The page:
Mossy Glen is an 80-acre preserve featuring a rugged forested area along the Silurian Escarpment. It is located 6 miles northwest of Edgewood and 6.5 miles northeast of Strawberry Point in Clayton County. The area was donated to the Iowa Conservation Commission in 1978 by Mildred Hatch in memory of her father, Charles A. Hesner, and her uncle, Henry Hesner. The area was dedicated in 1979 as a biological and geological state preserve.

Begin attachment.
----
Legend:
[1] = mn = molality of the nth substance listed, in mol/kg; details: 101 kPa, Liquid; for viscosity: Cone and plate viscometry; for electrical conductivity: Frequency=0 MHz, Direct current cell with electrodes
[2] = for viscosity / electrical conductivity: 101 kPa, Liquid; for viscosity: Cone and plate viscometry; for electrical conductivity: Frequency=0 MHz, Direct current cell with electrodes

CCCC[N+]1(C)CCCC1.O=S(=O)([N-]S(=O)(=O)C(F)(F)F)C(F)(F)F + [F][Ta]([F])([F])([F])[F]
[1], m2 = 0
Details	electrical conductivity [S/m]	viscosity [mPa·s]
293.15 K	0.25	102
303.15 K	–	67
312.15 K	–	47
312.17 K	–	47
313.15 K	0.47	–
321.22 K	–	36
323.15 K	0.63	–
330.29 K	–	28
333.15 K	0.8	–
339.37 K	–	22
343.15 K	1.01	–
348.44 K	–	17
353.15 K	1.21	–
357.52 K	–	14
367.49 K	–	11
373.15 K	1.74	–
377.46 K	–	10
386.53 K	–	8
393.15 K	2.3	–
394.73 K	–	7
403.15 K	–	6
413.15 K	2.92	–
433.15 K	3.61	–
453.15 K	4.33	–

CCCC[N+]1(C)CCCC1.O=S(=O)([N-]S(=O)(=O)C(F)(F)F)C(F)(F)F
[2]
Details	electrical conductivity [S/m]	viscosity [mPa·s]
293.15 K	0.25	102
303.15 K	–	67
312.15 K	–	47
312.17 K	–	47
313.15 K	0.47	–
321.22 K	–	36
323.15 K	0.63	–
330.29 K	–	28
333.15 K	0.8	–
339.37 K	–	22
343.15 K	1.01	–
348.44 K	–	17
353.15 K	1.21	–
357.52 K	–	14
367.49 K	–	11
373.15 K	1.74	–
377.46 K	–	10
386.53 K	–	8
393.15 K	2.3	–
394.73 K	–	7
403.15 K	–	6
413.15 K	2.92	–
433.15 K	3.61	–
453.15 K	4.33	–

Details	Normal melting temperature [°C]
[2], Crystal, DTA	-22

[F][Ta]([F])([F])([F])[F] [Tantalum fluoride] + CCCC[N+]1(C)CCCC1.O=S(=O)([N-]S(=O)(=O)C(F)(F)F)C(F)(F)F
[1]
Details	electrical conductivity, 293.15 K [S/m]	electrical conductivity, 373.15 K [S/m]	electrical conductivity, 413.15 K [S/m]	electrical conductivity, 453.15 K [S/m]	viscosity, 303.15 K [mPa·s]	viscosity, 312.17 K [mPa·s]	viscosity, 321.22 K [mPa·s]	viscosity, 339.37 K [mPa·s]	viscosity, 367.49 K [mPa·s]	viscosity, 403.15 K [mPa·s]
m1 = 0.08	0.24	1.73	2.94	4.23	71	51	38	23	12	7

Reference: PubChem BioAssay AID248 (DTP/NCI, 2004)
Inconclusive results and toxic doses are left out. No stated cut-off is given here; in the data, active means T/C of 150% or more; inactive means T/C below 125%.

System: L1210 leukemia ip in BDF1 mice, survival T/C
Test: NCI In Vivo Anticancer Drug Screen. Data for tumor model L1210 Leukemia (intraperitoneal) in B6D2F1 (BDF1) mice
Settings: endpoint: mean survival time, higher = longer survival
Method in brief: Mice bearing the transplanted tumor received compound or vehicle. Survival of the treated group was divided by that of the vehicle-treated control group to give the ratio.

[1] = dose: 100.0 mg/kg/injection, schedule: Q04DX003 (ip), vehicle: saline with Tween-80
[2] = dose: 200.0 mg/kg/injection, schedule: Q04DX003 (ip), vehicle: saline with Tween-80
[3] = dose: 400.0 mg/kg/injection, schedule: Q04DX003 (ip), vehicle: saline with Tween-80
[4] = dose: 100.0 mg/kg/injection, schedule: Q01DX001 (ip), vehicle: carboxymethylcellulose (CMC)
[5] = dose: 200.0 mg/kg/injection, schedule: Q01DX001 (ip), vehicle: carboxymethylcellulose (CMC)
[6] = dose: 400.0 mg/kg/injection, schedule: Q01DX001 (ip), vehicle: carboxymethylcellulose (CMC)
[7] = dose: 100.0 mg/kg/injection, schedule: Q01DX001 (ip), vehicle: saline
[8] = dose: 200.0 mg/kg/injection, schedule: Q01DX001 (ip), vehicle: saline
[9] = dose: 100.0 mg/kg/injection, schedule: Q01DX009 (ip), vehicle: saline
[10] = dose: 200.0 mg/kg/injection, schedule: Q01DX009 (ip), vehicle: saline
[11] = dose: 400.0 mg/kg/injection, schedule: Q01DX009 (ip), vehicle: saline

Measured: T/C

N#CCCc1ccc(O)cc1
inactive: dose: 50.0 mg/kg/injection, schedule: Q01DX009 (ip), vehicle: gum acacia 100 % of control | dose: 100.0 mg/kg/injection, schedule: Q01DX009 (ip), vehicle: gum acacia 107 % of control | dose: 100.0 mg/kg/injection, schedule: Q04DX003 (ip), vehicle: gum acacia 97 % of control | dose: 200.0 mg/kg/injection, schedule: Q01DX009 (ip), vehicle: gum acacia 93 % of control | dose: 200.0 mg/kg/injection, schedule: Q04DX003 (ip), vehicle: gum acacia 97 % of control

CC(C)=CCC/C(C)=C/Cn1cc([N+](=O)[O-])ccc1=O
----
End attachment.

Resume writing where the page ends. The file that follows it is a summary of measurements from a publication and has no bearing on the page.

The preserve is representative of a prominent line of bluffs across northeastern Iowa known as the Silurian Escarpment. This escarpment consists of massive outcrops of 430-millon-year-old dolomite (magnesium-rich limestone) formed in a shallow sea during what geologists term the Silurian period. The Silurian Escarpment forms the southwestern boundary of the Paleozoic Plateau landform region, a broad area of rugged topography in northeast Iowa. Extensive rock outcrops, slumped dolomite blocks, steeply dissected ravines, and “karst” terrain (including sinkholes, springs, and caves) are characteristic of the rugged landscape found along the Silurian Escarpment. Mossy Glen contains several of these distinctive features.
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